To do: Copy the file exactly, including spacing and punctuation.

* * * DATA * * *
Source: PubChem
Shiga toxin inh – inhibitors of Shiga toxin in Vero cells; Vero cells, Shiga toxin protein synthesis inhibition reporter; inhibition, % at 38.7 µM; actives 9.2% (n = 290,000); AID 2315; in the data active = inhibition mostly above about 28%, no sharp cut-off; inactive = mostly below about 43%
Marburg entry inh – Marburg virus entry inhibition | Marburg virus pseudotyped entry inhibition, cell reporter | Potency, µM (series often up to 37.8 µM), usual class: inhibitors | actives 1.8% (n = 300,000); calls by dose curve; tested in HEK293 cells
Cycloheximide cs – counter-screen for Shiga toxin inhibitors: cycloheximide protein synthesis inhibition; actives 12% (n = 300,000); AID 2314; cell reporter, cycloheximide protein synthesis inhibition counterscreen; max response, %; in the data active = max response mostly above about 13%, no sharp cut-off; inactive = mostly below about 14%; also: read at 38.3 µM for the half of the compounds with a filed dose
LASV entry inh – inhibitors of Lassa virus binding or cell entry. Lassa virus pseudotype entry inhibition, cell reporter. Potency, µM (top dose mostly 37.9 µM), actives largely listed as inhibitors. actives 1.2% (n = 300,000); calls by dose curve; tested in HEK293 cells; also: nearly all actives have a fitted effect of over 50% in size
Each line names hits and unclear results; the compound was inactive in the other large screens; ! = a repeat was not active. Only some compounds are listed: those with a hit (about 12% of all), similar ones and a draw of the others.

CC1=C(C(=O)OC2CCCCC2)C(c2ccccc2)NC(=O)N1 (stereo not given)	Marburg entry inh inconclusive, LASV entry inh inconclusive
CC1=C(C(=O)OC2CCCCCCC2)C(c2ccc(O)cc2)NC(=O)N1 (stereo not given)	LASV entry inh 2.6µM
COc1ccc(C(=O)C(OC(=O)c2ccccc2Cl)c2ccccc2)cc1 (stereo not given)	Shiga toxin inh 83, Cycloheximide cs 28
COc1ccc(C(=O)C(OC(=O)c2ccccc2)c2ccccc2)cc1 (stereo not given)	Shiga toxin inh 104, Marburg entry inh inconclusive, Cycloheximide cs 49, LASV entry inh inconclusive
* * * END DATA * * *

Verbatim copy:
Source: PubChem
Shiga toxin inh – inhibitors of Shiga toxin in Vero cells; Vero cells, Shiga toxin protein synthesis inhibition reporter; inhibition, % at 38.7 µM; actives 9.2% (n = 290,000); AID 2315; in the data active = inhibition mostly above about 28%, no sharp cut-off; inactive = mostly below about 43%
Marburg entry inh – Marburg virus entry inhibition | Marburg virus pseudotyped entry inhibition, cell reporter | Potency, µM (series often up to 37.8 µM), usual class: inhibitors | actives 1.8% (n = 300,000); calls by dose curve; tested in HEK293 cells
Cycloheximide cs – counter-screen for Shiga toxin inhibitors: cycloheximide protein synthesis inhibition; actives 12% (n = 300,000); AID 2314; cell reporter, cycloheximide protein synthesis inhibition counterscreen; max response, %; in the data active = max response mostly above about 13%, no sharp cut-off; inactive = mostly below about 14%; also: read at 38.3 µM for the half of the compounds with a filed dose
LASV entry inh – inhibitors of Lassa virus binding or cell entry. Lassa virus pseudotype entry inhibition, cell reporter. Potency, µM (top dose mostly 37.9 µM), actives largely listed as inhibitors. actives 1.2% (n = 300,000); calls by dose curve; tested in HEK293 cells; also: nearly all actives have a fitted effect of over 50% in size
Each line names hits and unclear results; the compound was inactive in the other large screens; ! = a repeat was not active. Only some compounds are listed: those with a hit (about 12% of all), similar ones and a draw of the others.

CC1=C(C(=O)OC2CCCCC2)C(c2ccccc2)NC(=O)N1 (stereo not given)	Marburg entry inh inconclusive, LASV entry inh inconclusive
CC1=C(C(=O)OC2CCCCCCC2)C(c2ccc(O)cc2)NC(=O)N1 (stereo not given)	LASV entry inh 2.6µM
COc1ccc(C(=O)C(OC(=O)c2ccccc2Cl)c2ccccc2)cc1 (stereo not given)	Shiga toxin inh 83, Cycloheximide cs 28
COc1ccc(C(=O)C(OC(=O)c2ccccc2)c2ccccc2)cc1 (stereo not given)	Shiga toxin inh 104, Marburg entry inh inconclusive, Cycloheximide cs 49, LASV entry inh inconclusive